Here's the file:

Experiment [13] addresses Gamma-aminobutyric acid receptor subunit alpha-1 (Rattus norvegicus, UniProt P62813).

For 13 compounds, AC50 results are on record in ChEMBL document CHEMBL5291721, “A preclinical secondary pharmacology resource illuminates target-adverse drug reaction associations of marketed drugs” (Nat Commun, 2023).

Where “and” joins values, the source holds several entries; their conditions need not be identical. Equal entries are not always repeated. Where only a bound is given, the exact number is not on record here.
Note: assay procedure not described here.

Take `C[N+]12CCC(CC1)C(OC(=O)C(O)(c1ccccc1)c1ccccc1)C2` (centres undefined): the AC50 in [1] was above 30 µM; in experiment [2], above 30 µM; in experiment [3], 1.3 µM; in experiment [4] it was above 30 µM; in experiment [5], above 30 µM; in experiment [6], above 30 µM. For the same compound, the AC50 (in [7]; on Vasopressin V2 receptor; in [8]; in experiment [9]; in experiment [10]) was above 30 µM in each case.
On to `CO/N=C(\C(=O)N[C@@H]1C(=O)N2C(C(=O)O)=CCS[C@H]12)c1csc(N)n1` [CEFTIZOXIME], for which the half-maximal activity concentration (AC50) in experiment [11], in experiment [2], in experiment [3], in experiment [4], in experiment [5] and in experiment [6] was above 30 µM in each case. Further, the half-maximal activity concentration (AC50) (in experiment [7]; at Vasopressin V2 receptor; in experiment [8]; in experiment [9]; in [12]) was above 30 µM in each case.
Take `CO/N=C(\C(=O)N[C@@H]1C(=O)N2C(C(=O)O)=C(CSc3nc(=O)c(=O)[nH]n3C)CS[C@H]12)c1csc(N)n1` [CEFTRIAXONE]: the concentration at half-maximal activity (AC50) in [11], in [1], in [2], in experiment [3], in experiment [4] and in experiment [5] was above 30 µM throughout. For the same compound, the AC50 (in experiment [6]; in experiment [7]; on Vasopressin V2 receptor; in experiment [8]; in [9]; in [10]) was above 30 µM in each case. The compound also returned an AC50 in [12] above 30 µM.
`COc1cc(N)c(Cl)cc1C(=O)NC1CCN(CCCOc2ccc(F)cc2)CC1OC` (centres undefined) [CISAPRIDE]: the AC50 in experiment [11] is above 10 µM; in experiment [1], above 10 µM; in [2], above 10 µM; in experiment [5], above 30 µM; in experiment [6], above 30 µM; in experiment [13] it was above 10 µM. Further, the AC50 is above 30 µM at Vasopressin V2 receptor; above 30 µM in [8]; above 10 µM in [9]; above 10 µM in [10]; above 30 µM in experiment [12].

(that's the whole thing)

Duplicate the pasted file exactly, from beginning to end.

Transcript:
Experiment [13] addresses Gamma-aminobutyric acid receptor subunit alpha-1 (Rattus norvegicus, UniProt P62813).

For 13 compounds, AC50 results are on record in ChEMBL document CHEMBL5291721, “A preclinical secondary pharmacology resource illuminates target-adverse drug reaction associations of marketed drugs” (Nat Commun, 2023).

Where “and” joins values, the source holds several entries; their conditions need not be identical. Equal entries are not always repeated. Where only a bound is given, the exact number is not on record here.
Note: assay procedure not described here.

Take `C[N+]12CCC(CC1)C(OC(=O)C(O)(c1ccccc1)c1ccccc1)C2` (centres undefined): the AC50 in [1] was above 30 µM; in experiment [2], above 30 µM; in experiment [3], 1.3 µM; in experiment [4] it was above 30 µM; in experiment [5], above 30 µM; in experiment [6], above 30 µM. For the same compound, the AC50 (in [7]; on Vasopressin V2 receptor; in [8]; in experiment [9]; in experiment [10]) was above 30 µM in each case.
On to `CO/N=C(\C(=O)N[C@@H]1C(=O)N2C(C(=O)O)=CCS[C@H]12)c1csc(N)n1` [CEFTIZOXIME], for which the half-maximal activity concentration (AC50) in experiment [11], in experiment [2], in experiment [3], in experiment [4], in experiment [5] and in experiment [6] was above 30 µM in each case. Further, the half-maximal activity concentration (AC50) (in experiment [7]; at Vasopressin V2 receptor; in experiment [8]; in experiment [9]; in [12]) was above 30 µM in each case.
Take `CO/N=C(\C(=O)N[C@@H]1C(=O)N2C(C(=O)O)=C(CSc3nc(=O)c(=O)[nH]n3C)CS[C@H]12)c1csc(N)n1` [CEFTRIAXONE]: the concentration at half-maximal activity (AC50) in [11], in [1], in [2], in experiment [3], in experiment [4] and in experiment [5] was above 30 µM throughout. For the same compound, the AC50 (in experiment [6]; in experiment [7]; on Vasopressin V2 receptor; in experiment [8]; in [9]; in [10]) was above 30 µM in each case. The compound also returned an AC50 in [12] above 30 µM.
`COc1cc(N)c(Cl)cc1C(=O)NC1CCN(CCCOc2ccc(F)cc2)CC1OC` (centres undefined) [CISAPRIDE]: the AC50 in experiment [11] is above 10 µM; in experiment [1], above 10 µM; in [2], above 10 µM; in experiment [5], above 30 µM; in experiment [6], above 30 µM; in experiment [13] it was above 10 µM. Further, the AC50 is above 30 µM at Vasopressin V2 receptor; above 30 µM in [8]; above 10 µM in [9]; above 10 µM in [10]; above 30 µM in experiment [12].